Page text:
The C-7030 is a component-style CD player for traditional stereo systems. It has RCA output jacks, which allow it to plug into a stereo receiver or integrated amplifier such as the Onkyo TX-8020.
Is the C-7030 any good? Is a CD player even worth getting in 2018?
Let's find out.
For now, I'm not going to delve into a bunch of technical aspects that only matter on paper. I'm not going to talk about audio quality measures that only a few "golden ears" can hear.
I'm going to look at whether this player is any good for people who just like music.
A Quick Note
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In This Article
AC Voltage: 110/120V AC
Analog Outputs? Yes (Stereo RCA out @ 2.0 V rms, 500 ohms)
Case Material: Steel & Aluminum
Crystal Oscillator Precision: +/- 10 ppm
Digital to Analog Converter (DAC): Wolfson 192 KHz / 24-bit
Digital Outputs? Yes (Optical & Coaxial)
Dimensions: 17 x 12 x 4 inches
Frequency Response: 4 Hz-20 KHz (you're not going to hear 4 Hz though...)
Headphone Amplifier Built-In? Yes
Headphone Jack: 1/4" stereo
Made In: Malaysia
Media Formats Supported: CD, CD-R, CD-RW, MP3-CD, WMA-CD
Memory: 25 tracks
Output Impedance: 8 ohms for headphones, 100 ohms for RCA line-out
Power Consumption: 12 watts (0.3 watts on standby)
Price (typical): $199 US; usually discounted here.
RCA Outputs: one pair (stereo), line-level output
Remote Control? Yes
Shuffle / Random Play? Yes
Signal to Noise Ratio: 107 dB
Weight: about 16 lbs.
The 7030 is a single-disc player. Some people might prefer a multi-disc player. With the C-7030, though, there's no changer mechanism to go bad.
The player takes a little while (10+ seconds) to show the track numbers when you first load a CD. Ten seconds may seem like a while; it's easy to get spoiled listening to MP3's or switching on some of the faster digital cameras.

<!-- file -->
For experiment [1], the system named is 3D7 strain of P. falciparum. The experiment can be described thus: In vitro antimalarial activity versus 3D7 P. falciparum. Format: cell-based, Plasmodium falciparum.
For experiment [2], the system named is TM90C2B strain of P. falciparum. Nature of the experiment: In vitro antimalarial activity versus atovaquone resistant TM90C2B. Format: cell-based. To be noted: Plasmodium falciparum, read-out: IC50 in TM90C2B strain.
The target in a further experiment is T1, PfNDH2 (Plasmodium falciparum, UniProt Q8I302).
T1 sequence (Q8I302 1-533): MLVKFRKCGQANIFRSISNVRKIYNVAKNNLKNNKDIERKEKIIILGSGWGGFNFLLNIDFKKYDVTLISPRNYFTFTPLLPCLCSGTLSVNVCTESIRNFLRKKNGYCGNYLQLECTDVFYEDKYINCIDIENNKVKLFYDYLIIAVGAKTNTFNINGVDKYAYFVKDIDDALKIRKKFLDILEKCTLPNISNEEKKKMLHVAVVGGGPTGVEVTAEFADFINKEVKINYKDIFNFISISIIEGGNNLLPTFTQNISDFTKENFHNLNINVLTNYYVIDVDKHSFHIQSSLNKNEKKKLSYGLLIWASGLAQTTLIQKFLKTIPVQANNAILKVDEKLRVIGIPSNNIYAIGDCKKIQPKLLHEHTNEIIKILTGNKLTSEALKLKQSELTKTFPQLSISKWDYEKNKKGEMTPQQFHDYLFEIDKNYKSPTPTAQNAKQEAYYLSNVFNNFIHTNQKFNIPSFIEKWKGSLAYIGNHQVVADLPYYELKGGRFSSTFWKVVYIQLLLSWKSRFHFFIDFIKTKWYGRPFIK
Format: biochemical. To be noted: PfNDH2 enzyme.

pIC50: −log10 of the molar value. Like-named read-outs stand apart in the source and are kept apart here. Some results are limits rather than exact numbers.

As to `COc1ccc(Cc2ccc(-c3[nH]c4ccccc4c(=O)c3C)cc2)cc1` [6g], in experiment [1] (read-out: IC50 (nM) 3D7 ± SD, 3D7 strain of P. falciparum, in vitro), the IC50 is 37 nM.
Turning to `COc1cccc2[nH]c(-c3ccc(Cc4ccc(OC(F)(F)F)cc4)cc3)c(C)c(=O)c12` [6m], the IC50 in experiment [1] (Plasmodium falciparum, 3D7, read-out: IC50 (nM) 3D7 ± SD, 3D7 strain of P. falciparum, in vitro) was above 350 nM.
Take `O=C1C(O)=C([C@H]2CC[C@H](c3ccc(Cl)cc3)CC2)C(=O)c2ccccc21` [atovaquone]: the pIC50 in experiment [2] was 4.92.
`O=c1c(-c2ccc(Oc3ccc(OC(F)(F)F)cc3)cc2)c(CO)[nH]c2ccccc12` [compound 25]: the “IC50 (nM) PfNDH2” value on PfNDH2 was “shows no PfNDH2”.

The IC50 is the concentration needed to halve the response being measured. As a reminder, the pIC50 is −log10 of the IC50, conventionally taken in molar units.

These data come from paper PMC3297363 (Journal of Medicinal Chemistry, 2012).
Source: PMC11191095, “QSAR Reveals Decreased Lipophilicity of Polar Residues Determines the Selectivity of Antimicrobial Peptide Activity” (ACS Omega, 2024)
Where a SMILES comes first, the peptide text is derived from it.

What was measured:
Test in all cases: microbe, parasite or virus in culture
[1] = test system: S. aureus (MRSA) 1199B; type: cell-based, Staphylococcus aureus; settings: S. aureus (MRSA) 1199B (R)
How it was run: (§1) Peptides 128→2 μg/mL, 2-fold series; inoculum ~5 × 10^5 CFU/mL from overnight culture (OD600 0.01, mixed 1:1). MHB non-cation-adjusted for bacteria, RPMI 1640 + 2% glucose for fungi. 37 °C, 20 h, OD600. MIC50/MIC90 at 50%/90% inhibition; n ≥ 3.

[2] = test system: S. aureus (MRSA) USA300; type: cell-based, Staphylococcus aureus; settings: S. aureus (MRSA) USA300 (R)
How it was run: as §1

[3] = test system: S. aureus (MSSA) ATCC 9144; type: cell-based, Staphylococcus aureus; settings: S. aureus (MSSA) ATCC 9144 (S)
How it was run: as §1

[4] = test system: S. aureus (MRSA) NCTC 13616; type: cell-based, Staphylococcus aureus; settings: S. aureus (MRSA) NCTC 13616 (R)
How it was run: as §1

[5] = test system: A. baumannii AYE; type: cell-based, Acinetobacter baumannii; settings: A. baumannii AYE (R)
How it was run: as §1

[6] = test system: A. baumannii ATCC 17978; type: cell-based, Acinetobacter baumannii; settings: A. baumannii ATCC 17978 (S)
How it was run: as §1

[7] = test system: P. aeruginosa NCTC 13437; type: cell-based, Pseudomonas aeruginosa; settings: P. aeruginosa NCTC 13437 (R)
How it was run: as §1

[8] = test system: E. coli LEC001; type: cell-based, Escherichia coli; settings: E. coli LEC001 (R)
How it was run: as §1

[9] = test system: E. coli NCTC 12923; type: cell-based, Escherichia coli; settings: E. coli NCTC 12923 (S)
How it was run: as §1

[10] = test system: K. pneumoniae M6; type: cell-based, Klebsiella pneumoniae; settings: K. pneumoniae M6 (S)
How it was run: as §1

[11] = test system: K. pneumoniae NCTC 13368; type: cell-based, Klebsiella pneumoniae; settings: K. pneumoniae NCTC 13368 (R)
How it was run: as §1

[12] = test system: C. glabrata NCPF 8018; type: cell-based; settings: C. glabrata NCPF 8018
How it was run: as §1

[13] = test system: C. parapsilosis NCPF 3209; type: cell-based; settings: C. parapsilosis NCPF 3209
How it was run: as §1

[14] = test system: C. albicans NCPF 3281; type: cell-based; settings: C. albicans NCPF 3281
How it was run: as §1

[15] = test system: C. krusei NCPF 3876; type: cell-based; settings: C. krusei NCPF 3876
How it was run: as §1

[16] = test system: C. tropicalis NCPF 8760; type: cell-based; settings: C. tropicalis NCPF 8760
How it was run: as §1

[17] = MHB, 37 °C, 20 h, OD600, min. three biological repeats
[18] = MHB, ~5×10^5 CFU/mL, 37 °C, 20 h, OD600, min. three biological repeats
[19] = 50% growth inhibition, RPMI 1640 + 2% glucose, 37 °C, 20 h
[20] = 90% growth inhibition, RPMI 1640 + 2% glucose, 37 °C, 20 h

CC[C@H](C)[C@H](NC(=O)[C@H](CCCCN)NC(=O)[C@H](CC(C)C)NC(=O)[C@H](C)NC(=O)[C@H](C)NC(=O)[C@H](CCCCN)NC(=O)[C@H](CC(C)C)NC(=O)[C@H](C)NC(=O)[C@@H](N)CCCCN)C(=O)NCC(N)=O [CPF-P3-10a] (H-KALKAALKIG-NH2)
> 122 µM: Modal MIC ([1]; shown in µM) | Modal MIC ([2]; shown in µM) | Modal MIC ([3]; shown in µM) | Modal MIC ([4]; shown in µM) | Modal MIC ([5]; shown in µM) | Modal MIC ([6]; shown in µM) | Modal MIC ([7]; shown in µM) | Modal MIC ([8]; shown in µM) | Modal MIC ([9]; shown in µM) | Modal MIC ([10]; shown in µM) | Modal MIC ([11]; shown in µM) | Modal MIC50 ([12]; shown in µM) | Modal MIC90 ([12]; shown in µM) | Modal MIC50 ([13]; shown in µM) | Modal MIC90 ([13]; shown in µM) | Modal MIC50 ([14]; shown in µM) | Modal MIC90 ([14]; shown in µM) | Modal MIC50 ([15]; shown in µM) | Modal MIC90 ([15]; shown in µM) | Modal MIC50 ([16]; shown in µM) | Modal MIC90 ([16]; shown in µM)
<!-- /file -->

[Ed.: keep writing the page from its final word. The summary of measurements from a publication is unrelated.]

The start-up time on the C-7030 is not that big a deal, though, especially given that CD players in 2018 are sort of a take-your-time proposition anyway. People who just want music fast will have already gotten into MP3's.
The appearance is classy. A Bach or Mozart CD fits right in here.
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Ever-ready to void my equipment warranties for you dear readers, I opened up the case. Looking in there, I see surface-mount devices. That's not at all surprising for a CD player in this price range. Some of my readers are electronics people who are thinking in terms of whether they can repair this unit themselves. Then again, you folks already know that SMD repair is doable, even if more tricky than through-hole components.
(Get this tip for your Weller. It's the one to have for SMD work.)
There are some through-hole components as well. They're mostly power-handling stuff and larger capacitors, as you would also expect. I notice the caps are not Nichicon, Rubycon, Panasonic, or Sanyo. They are TK brand, which is either good or bad depending on whom you ask. The TK caps are "audio grade", whatever that means. I don't put too much weight on that anyway. (Well, sort of, but I think it's better to look at datasheet specs such as ripple current, etc.)
What matters more (to me) is whether the capacitors will last for a long time while performing reasonably well. So far, I don't know of any widespread problems. A lot of people are very happy with this player. I've been using the C-7030 for a while now, and no hiccups.
For this unit, I don't think Onkyo would pick junk. Low cost, maybe; but I for one don't hear any detriment to sound quality.
Here's what I do know. Mechanical parts on a CD player would likely give trouble before caps went bad, unless for some reason you were using the lowest-grade caps possible.
I might be discussing the components in more detail later, when I update this review. Right now I've been busy listening to this player and being amazed at how good it sounds.
(Buy this CD player)
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ConnectorsAnalog Output: Stereo RCA Out
Digital Outputs: Optical and Coaxial Out
Photo of the back
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I keep reading about this near-mythical "open sound stage" that good audio equipment has. Well, if the Onkyo 7030 doesn't have it, then I don't know what does.
Compared to most of what I've been listening to, the sound is make-you-stop-what-you're-doing-fantastic.
After you get spoiled for a while having a CD player like this, you will naturally start to go and do other stuff while the music is on. But the first few listens really made me just stand there and want to take in the sound.